Top-flight tennis returns to Dubai on February 19 with the Dubai Duty Free Tennis Championships. Eighteen of the world’s top 20 women players will chase the WTA 1000 title at the Aviation Club courts in the 23rd staging of the event, which Colm McLoughlin, executive vice-chairman and CEO of Dubai Duty Free, said is a testament to the growth of the women’s game in Dubai.
“I’m absolutely thrilled with how the whole tournament has progressed, and especially from the WTA side. We continue to attract the biggest names in tennis to our event each year,” McLoughlin said ahead of the 2023 event.
The tournament has come a long way since Switzerland’s Martina Hingis won the inaugural competition in 2001. It now alternates between a WTA 1000 level tournament and a WTA 500 level tournament each year. Belgian Justine Henin has been the dominant force between 2003 and 2007, winning the singles title four times.
23 years of consistent growth
A pivotal moment occurred in 2005 when the Dubai championships became the third professional tennis event to implement an equal prize money policy after the US Open and Australian Open.
Looking at the past 23 years, Tournament Director Salah Tahlak said: “Our event has grown exponentially. From the beginning, the goal was to attract as many of the top players as possible, and this year’s line-up really highlights that the goal has been achieved.”
Eighteen top 20 players in the draw reflect the intense interest in the Dubai tournament and give a fair idea of the intensity of contests over seven days. World number one Iga Swiatek of Poland headlines the event, where she faces stiff completion from the newly minted Australian Open champion and Word No 2 Aryna Sabalenka of Belarus.
Dubai hasn’t been a happy hunting ground for Swiatek, winner of three Grand Slam titles. The Pole failed to progress beyond the third round in the previous two attempts, so the 21-year-old from Warsaw will be keen to put the setbacks behind her this time.
That’s by no means easy. Swiatek’s biggest hurdle comes in the shape and form of Sabalenko, fresh from her maiden Grand Slam win in Melbourne. The Belarussian has been a frequent visitor to Dubai since 2017 but hasn’t had much success. In the recent World Tennis League in Dubai, the 24-year-old lost to Swiatek, and the Dubai Open offers her a chance to gain revenge and make her mark on the tournament.
Missing in the fray is a Dubai crowd favourite Ons Jabeur, who is nursing an injury. The first Arab to reach a Grand Slam final (Wimbledon and US Open) and the highest-ranked African in tennis history, the Tunisian’s absence will be sorely felt. The 28-year-old is the lone absentee from the top 10, allowing Jessica Pegula to become the third seed.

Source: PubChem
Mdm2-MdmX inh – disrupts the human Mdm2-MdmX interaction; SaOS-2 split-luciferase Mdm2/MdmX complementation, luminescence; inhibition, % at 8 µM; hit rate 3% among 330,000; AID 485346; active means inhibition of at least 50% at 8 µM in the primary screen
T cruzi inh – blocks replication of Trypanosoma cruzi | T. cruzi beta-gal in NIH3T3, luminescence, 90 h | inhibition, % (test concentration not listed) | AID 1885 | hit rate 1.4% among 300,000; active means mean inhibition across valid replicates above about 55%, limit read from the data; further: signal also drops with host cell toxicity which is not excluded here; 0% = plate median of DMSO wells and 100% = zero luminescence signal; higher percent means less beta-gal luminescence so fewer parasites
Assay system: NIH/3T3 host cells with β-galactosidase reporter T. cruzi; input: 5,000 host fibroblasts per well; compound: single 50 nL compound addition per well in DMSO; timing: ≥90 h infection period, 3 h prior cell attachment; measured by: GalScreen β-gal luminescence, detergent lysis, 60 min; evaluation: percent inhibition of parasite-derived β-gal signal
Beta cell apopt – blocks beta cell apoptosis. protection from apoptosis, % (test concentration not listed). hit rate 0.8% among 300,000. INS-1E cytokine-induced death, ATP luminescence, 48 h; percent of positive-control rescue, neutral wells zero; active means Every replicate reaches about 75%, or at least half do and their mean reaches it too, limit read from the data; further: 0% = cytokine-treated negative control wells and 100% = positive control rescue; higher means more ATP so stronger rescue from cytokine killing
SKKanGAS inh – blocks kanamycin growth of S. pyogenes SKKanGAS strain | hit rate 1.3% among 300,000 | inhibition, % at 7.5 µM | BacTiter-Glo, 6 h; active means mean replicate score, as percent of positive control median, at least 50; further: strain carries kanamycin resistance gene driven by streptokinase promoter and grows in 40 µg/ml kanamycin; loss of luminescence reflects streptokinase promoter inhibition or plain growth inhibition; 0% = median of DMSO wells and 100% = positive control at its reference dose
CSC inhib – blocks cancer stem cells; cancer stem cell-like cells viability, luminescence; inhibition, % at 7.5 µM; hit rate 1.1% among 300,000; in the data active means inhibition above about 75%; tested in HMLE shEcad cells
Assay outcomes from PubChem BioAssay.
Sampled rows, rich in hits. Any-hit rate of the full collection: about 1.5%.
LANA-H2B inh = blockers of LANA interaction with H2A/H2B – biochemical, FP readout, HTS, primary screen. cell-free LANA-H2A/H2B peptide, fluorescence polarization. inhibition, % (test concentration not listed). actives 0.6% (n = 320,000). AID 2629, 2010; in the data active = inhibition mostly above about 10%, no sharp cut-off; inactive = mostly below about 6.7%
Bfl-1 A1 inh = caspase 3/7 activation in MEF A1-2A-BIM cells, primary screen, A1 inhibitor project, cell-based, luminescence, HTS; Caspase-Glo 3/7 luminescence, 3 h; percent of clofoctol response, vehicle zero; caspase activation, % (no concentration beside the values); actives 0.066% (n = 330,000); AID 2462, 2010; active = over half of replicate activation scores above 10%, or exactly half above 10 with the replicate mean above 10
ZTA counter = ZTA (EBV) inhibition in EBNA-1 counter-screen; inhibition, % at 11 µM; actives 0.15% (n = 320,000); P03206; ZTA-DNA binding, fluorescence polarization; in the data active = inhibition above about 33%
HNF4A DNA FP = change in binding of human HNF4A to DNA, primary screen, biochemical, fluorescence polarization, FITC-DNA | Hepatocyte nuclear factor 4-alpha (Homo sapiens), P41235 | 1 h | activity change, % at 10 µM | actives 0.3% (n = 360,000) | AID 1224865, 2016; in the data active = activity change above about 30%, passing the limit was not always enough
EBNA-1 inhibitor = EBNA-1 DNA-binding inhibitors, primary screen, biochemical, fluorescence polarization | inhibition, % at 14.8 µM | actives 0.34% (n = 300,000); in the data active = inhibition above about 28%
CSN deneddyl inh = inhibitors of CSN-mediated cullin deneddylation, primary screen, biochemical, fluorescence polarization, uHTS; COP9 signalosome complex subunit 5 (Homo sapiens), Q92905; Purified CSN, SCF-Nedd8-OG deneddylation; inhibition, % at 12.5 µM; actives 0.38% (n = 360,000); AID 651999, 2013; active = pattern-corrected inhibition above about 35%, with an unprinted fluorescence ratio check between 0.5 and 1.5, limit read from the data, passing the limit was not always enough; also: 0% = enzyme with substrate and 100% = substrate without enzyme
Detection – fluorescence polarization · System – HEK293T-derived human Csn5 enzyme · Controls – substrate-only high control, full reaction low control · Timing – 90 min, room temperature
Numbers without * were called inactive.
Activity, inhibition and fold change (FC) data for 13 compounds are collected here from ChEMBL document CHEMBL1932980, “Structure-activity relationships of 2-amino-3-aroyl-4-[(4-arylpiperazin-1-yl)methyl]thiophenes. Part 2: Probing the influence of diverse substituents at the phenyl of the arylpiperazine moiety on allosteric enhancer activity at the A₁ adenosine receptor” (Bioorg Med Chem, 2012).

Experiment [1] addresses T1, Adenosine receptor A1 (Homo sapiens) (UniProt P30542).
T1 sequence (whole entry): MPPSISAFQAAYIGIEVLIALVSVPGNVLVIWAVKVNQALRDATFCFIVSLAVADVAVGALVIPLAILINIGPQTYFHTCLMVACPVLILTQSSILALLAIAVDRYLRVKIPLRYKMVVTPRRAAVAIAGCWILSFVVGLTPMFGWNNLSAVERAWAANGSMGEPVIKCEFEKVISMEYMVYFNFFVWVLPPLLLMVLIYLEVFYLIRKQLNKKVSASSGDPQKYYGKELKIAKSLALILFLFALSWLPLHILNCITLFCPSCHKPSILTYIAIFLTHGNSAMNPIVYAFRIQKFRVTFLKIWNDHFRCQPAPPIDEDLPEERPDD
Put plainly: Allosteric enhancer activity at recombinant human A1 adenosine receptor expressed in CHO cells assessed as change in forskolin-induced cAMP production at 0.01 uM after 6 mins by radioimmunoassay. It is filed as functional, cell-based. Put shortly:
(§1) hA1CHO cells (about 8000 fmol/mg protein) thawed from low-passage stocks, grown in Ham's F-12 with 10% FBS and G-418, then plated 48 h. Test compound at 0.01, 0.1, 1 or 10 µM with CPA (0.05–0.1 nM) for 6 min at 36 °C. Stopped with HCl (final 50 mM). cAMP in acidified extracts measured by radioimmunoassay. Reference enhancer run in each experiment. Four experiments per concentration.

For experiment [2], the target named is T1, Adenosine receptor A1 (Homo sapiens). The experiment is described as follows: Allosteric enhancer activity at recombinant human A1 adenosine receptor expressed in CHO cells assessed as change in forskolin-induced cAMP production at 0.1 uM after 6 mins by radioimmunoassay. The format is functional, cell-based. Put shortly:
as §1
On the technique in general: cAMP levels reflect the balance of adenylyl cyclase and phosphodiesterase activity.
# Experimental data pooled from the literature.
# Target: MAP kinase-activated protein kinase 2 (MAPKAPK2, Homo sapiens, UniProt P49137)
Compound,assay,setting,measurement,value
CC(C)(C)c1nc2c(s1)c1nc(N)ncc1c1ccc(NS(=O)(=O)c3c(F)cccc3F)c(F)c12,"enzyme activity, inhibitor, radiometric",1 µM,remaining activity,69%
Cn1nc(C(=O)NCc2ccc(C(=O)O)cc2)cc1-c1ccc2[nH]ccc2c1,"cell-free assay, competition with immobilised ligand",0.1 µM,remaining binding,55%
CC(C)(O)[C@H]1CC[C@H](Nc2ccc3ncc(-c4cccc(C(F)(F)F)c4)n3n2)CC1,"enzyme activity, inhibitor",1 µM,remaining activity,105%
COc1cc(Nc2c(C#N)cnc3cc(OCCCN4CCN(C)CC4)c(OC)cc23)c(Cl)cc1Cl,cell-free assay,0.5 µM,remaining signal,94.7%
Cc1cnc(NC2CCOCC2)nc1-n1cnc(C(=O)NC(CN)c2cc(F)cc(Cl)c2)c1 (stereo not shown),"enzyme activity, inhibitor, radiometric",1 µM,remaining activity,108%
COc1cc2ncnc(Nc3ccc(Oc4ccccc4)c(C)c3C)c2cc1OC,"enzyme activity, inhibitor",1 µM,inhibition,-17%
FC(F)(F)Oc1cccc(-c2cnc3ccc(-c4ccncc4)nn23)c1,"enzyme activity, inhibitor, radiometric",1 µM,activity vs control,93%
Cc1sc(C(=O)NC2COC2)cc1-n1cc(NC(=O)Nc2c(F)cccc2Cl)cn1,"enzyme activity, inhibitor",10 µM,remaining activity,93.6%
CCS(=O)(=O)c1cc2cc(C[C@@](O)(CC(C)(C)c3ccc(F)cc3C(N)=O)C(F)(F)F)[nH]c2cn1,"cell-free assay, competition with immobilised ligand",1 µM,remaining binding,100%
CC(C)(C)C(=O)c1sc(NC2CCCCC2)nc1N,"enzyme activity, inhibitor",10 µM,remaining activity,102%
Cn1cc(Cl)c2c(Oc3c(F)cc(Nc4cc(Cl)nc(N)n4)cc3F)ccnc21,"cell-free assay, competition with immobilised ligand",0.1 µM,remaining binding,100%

Grand Slam winners galore
The American leads a host of other stars that include Caroline Garcia (France), 2022 French Open finalist Coco Gauff (US), Maria Sakkari (Greece), Daria Kasatkina (Russia), Belinda Bencic (Switzerland), Elenla Rybakina (Kazakhstan) and last year’s finalist Veronika Kudermetova (Russia), who won the 2022 doubles in the company of Belgian Elise Martens. World No 9 Bencic will be high on confidence after dispatching Liudmila Samsonova to win the Mubadala Abu Dhabi Open, but her fitness will be a worry after pulling out of the Qatar Open complaining of exhaustion.
Jelena Ostapenka, the 2017 French Open winner, will be back to defend her 2022 Dubai title, but the Lavtian World No 14 will have to contend with a star-filled field. That includes Wimbledon queen Elena Rybakina, the Australian Open runner-up, Victoria Azarenka, Bianca Andreescu and Barbora Krejcikova.
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Then there are the veterans Petra Kvitova and Simona Halep, who have four Grand Slams between them. They may be past their peak and have dropped out of the top 10 WTA ranking, but they still pack a punch. The 2017 US Open finalist Madison Keys, Dubai-based Spaniard Paula Badosa and Brazilian No.1 Beatriz Haddad Maia could pull off a surprise or two.
Jabeur may not be there, but another crowd favourite Sania Mirza of India will rock the Dubai tennis stadium as she bids farewell to the WTA tour after an 18-year career that brought her six Grand Slam doubles titles, three of them in mixed. Mirza, 36, had a career-high singles ranking of No. 27 in 2007 and became No. 1 in doubles.
A Dubai resident, she’s been a perennial favourite with the huge Indian expat population in the UAE. Mirza and Rohan Bopanna emerged runners-up in mixed doubles at the 2023 Australian Open, and Mirza will want to sign off on a high in Dubai.
A purse of $2.8 million is up for grabs. Given the high quality of the field, the 2023 Dubai tournament will likely witness many keenly fought matches. What more can a tennis buff ask?